IN UNEXPLORED ASIA.
THE REMARKABLE DISCOVERIES AND ADVENTURES OF DR. SVEN HEDIN AS TOLD BY HIMSELF.
RECORDED BY R. H. SHERARD.
[Originally published in the December, 1897 issue of McCLURE'S MAGAZINE]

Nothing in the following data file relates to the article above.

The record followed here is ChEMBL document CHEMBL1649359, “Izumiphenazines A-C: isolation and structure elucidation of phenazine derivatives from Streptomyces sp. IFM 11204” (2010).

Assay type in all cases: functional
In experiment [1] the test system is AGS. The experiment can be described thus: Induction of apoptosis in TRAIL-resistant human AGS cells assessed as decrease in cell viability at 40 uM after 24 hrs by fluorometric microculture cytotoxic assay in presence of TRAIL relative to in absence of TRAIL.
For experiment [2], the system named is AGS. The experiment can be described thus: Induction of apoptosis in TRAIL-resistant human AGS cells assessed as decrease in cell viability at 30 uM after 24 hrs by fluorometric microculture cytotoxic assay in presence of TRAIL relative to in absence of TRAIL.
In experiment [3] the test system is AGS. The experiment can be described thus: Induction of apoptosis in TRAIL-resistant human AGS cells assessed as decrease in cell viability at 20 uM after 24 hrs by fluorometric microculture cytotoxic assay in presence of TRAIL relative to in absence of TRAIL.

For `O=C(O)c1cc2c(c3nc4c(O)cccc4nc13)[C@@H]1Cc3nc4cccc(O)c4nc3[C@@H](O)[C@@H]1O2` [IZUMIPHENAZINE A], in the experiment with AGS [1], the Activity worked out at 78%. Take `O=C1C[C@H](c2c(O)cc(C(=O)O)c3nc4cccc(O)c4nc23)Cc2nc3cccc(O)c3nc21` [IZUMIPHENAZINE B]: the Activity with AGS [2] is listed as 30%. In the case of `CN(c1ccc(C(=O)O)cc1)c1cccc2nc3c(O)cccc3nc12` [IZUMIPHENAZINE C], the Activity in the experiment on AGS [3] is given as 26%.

Of the achievement of Sven Hedin, the young Swedish traveler, but meager accounts have reached the West, and, indeed, beyond Sweden itself—if we except Germany and Russia—his name is practically unknown. Yet for pluck and perseverance in overcoming obstacles and difficulties, and for courage before danger, Dr. Sven Hedin can take rank with his fellow-countryman, Dr. Nansen; whilst in accomplishment, his travels have perhaps been even more prolific than Nansen's. Of his recent journey through Central Asia, which lasted for a period of three years and seven months, and which took him from Orenburg in the West to Pekin in the East, this may be said: that he not only did all that he had promised his King that he would do when the King equipped him for the expedition, but many things besides of high scientific importance. He discovered the ruins of two Buddhist towns in the heart of a Mohammedan country, ruins which tell of high civilization where now
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